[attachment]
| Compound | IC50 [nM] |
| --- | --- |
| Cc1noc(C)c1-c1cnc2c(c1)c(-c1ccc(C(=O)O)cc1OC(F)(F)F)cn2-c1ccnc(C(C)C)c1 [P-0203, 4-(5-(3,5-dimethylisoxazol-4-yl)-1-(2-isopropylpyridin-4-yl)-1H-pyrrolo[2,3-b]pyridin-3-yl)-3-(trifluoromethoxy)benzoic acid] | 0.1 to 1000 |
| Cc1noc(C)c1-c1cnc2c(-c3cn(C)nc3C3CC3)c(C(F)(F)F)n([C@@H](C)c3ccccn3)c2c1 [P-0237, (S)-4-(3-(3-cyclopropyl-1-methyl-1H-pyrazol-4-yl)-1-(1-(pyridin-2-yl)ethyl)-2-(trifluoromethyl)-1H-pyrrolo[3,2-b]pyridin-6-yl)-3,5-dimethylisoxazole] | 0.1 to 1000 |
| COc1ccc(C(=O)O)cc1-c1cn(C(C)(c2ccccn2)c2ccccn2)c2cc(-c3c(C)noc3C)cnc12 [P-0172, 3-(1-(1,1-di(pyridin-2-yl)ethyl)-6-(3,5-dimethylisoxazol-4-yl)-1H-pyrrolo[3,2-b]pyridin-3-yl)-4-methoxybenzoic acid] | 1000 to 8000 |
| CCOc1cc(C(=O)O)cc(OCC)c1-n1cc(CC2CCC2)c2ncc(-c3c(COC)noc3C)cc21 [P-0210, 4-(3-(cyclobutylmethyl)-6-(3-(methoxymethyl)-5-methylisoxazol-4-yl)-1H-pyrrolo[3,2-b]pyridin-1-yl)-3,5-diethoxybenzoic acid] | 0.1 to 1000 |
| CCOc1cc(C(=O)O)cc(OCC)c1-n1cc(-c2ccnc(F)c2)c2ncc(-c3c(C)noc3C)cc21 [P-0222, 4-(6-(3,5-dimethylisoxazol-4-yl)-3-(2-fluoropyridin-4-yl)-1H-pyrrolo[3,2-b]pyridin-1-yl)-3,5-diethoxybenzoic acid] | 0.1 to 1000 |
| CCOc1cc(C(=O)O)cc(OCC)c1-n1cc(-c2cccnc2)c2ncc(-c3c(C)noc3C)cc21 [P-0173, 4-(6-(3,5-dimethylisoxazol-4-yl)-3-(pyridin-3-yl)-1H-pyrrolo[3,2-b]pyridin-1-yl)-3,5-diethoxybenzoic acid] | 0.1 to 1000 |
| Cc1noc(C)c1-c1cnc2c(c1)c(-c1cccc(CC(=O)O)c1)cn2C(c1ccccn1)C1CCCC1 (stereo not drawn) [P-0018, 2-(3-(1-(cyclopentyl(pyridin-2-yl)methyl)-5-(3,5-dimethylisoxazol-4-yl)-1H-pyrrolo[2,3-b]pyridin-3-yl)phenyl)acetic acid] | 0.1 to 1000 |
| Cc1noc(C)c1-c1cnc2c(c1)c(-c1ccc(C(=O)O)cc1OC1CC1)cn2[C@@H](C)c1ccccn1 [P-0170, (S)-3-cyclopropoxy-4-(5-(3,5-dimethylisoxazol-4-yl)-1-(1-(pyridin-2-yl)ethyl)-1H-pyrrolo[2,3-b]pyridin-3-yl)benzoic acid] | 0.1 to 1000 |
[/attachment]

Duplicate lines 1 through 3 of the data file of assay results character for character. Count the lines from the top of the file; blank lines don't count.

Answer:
| Compound | IC50 [nM] |
| --- | --- |
| Cc1noc(C)c1-c1cnc2c(c1)c(-c1ccc(C(=O)O)cc1OC(F)(F)F)cn2-c1ccnc(C(C)C)c1 [P-0203, 4-(5-(3,5-dimethylisoxazol-4-yl)-1-(2-isopropylpyridin-4-yl)-1H-pyrrolo[2,3-b]pyridin-3-yl)-3-(trifluoromethoxy)benzoic acid] | 0.1 to 1000 |